Two out of three heart attacks not detected by ECG at all or not soon enough.
Author: Christoph Fasel
Accuracy of the new cardiogoniometry method comparable to magnetic resonance imaging. Rolf K., head of a medium-sized corporation in Hagen, Germany, was scared. A doctor friend of his warned him about the possibility of heart problems. That was why he went and had an ECG screening exam (electrocardiography) performed. Afterwards, he called up his friend and reported that there was no longer any cause for alarm – the results came out “completely normal”. Two days later Rolf K. suffered a fatal heart attack.
Mohammad M. from the German city of Reinberg in Holstein had never before experienced cardiac complaints. The 47-year-old architect could hardly sleep because of strong pain in the chest. He went to visit his general practitioner. Tightness, discomfort in the chest, shortness of breath and chest pain are all warning signs of a possible heart attack. His GP took an ECG and, to be on the safe side, ran an additional lung function test. Both findings turned out normal, upon which the doctor sent the architect home with some painkillers. But, the symptoms didn’t improve. So, the architect took the initiative and drove to a specialized heart center.
People with unspecified chest pain usually first consult their general practitioner. That is why the GP’s diagnosis plays a crucial role. But, new studies have revealed alarming findings: Only 30 percent of infarctions are detected by means of classic ECG – that means that previous infarction diagnostics are fraught wit a dangerously high error rate. Because, even if the ECG proves unremarkable, an infarction may still be present or imminent.
As with Mohammad M., the “classic” ECG conducted in the Cardiology Department did not produce any evidence of an impending heart attack. Fortune in misfortune: As it turned out, the cardiologists at the Bad Segeberg Cardiovascular Center – the biggest Cardiac Hospital in the Northern German Federal State of Schleswig-Holstein which treats thousands of patients a years – were currently putting a new diagnostic method through scientific testing. So, to be on the safe side, they also examined him by the method called cardiogoniometry (CGM). This new examination technique showed instantly that a heart attack was threatening. In fact, that is exactly what happened a few minutes later. Because the patient was already at the Cardiovascular Center, the doctors were able to open up the occluded vessel without losing any time. Our architect survived his heart attack without any complications or late sequelae.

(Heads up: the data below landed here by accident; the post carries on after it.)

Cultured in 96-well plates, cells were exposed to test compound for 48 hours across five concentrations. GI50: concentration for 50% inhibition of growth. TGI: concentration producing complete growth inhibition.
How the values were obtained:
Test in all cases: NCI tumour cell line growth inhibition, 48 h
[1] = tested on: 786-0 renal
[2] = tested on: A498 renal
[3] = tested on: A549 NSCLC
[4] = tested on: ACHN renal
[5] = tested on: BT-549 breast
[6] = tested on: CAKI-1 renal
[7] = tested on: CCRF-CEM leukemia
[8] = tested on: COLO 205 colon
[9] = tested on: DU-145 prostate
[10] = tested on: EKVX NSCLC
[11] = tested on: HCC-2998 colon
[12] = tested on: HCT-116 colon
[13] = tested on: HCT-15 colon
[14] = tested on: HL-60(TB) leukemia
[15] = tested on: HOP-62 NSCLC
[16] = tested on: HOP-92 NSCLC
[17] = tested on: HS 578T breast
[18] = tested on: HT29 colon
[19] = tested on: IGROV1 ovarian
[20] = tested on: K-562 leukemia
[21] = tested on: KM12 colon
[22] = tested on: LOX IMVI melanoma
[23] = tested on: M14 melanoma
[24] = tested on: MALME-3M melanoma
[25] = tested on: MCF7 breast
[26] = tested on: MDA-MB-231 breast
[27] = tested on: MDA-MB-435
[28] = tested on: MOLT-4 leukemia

Thanks to new therapeutic options, heart attacks can actually be managed very well these days. Nevertheless, each year, over 60,000 out of the around 210,000 new heart attack sufferers in Germany do not survive. According to leading heart specialists, the ECG, a method that has been in use for over 100 years, is one of the reasons for this.
In fact: the ECG has proven to be much less accurate in diagnosing heart attacks than patients and doctors would like to believe. The wake-up call for patients: ECG does not detect two out of every three heart attacks at all or not in time.
Since the time factor plays a particularly huge role in acute heart attacks, a clean bill of health given by the doctor after an unremarkable ECG finding might have fatal consequences – ranging from irreparable damage to the heart muscle to death of those affected. Around 50 percent of myocardial infarctions can be identified by blood tests, but often not until hours after the infarctions took place. The new method of CGM detects over 70 percent of all silent heart attacks and their precursors and is thus more than twice as accurate as conventional ECG. Like with ECG, electrodes are attached to the patient‘s skin for the CGM method – a total of five on the chest and back. The computer takes the myocardial signals measured and converts them into a three-dimensional graphic image that shows if any lesions are detectable on the yocardial (heart muscle) tissue. That way, it can predict an impending heart attack, angina pectoris and even ischemia (deficient blood flow to the heart).
CGM is simple and can be used anywhere and also features safe handling for patients with disabilities and physical limitations. CGM produces its findings within twelve seconds. As the first multicenter study was presented at the 2010 European Cardiology Society’s Conference in Stockholm, the results caused a furor.
But more: “To our great surprise, observations have shown a very high correspondence between the fast yet affordable CGM, on the one hand, and the highly sophisticated magnetic resonance imaging on the other,” reported one of the lead clinical investigators. “This holds great promise for the future of cardiogoniometry.“ With that, every general practitioner would be put in a position to identify with high accuracy the hallmarks of impending heart disease – and, by doing so, give their patients life-saving treatment fast. But, they would also be able to rule out with certainty whenever their patients‘ complaints were not attributable to diseases of the heart.
The doctors at the participating heart centers believe that the main areas of application for CGM will especially lie in outpatient and rural settings, i.e., with general practitioners in particular. Doctors are expecting that CGM will offer an important decision-making tool for private practices. It is at this very early stage that the strategy is laid out as to whether a patient has to be referred to a hospital or will continue to be treated on an outpatient basis.
Rolf K. might still be alive today if his general practitioner had had a better diagnostic technique at hand than an ECG. Indeed, Architect M. was lucky. CGM saved his life.
Now, a new comparative study has shown that the accuracy of CGM is two-and-a-half times more accurate than the previously used ECG.